The best movies of 2016, like any other year, were movies that seemingly had to be released in this year, either because of their political implications or their mark of personal, intimate artistry. In the very best movies of the recent years – The Wolf of Wall Street, This is Not a Film, A Touch of Sin, Margaret, Like Someone in Love, and To the Wonder, to name just a few – marry those two elements and 2016 certainly wasn’t light on film’s of that caliber. In a better world, Moonlight would be screened, 24/7, in the main hall of the Louvre; anyone fascinated in the Chinese economy and the social structure in that country would have a field day picking at the ideas that drive Mountains May Depart. Would any other year have produced not one (13th), not two (I Am Not Your Negro), but three (O.J.: Made in America) staggeringly thoughtful and emotionally devastating works focused on the black American experience? I doubt it, and they were all released in theaters, although in inarguable, unfortunate limited runs. Still, even in 2010, this would sound like a tall order.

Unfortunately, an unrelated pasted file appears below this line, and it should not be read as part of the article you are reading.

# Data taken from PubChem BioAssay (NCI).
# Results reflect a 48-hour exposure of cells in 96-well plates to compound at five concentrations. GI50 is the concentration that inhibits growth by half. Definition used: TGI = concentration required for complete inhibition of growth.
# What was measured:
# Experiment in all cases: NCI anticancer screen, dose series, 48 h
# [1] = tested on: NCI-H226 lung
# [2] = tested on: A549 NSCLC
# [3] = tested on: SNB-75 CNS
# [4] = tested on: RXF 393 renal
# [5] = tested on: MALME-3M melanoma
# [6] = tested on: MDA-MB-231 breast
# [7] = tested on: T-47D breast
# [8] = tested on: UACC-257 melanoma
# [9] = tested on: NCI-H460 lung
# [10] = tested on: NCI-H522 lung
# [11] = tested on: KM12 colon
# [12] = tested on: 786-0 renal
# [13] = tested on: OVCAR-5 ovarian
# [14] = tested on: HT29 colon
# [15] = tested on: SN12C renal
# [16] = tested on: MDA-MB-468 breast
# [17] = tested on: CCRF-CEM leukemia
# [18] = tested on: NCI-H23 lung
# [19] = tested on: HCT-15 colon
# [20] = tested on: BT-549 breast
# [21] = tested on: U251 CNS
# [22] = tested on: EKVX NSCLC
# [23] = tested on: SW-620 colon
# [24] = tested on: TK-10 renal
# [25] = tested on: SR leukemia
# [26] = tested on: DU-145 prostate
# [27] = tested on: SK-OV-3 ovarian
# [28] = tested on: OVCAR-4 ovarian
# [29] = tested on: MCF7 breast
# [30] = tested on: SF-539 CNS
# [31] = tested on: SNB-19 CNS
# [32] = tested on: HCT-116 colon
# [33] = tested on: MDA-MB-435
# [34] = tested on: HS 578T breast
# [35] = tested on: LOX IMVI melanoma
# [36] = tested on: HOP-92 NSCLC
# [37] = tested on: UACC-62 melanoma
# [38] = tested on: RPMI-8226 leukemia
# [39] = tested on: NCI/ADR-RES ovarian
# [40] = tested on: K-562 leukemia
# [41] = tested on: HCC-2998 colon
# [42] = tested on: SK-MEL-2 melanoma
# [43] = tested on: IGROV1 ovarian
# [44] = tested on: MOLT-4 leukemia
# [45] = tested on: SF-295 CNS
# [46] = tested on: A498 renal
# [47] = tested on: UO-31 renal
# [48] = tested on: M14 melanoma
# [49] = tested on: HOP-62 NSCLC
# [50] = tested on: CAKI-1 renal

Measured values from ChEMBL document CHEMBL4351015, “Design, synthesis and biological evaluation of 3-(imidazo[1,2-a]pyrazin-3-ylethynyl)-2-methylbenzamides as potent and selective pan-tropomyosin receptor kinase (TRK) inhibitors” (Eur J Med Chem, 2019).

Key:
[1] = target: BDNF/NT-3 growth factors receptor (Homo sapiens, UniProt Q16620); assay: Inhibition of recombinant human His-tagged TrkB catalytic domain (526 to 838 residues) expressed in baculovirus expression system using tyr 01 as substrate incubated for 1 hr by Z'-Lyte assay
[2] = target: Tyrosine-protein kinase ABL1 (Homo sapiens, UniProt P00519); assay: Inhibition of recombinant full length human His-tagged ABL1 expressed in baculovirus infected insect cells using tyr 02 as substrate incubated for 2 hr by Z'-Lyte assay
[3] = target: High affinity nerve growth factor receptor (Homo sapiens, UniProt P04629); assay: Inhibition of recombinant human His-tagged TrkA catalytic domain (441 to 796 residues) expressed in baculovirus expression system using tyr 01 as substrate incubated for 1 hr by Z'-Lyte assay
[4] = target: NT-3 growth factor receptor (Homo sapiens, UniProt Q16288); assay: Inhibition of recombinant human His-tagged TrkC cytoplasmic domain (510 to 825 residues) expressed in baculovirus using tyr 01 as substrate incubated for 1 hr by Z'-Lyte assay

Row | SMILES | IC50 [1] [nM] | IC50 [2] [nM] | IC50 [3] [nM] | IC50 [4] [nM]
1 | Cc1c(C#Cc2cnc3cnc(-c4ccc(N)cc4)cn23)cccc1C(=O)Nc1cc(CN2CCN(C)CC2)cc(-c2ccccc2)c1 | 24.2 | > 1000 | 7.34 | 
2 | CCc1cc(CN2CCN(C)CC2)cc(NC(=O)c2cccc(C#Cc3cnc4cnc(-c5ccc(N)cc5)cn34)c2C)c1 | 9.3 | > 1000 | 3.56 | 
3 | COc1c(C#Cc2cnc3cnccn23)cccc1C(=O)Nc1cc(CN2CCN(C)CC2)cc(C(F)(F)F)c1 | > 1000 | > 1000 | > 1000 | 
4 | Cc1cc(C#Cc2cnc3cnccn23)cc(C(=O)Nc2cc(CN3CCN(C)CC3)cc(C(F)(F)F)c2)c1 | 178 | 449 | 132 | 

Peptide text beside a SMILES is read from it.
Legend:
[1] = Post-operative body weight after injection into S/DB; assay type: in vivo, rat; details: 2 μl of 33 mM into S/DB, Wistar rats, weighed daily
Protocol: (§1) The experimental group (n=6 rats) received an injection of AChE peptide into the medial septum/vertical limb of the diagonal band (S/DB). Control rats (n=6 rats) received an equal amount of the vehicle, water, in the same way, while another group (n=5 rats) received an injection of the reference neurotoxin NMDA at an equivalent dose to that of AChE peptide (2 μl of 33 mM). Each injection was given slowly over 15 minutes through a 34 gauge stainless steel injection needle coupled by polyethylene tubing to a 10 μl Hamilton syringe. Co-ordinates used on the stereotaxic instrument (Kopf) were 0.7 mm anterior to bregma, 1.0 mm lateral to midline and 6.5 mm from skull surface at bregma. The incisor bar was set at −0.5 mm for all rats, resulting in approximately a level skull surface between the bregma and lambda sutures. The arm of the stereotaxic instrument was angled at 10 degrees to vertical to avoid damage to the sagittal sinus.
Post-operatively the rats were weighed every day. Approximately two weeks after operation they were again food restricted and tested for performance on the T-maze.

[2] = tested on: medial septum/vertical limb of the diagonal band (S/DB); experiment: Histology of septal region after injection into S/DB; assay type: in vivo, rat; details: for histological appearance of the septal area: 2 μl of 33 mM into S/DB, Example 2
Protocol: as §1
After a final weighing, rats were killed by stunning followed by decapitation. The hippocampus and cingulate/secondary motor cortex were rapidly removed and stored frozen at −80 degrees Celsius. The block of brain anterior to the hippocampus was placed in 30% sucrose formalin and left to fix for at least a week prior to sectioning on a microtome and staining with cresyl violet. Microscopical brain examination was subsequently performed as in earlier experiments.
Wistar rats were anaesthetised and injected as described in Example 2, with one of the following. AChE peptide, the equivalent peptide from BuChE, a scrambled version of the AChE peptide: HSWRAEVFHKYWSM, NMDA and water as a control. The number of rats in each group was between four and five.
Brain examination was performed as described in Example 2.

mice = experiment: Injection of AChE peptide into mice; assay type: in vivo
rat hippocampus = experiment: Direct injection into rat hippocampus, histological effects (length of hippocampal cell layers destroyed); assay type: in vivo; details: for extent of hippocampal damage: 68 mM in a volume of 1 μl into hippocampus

I saw about 220 new releases this year, including a few magnificent releases slated for release next year – Terence Davies’ A Quiet Passion and James Gray’s The Lost City of Z will both almost certainly be on my 2017 top ten – and in reality, there were well over 70 very good to great movies released amongst those 220. That’s why you’ll see an excess of honorable mentions at the bottom of this list, but the top ten deserve especial attention as works of liberating artistic vision and incalculable emotional depth.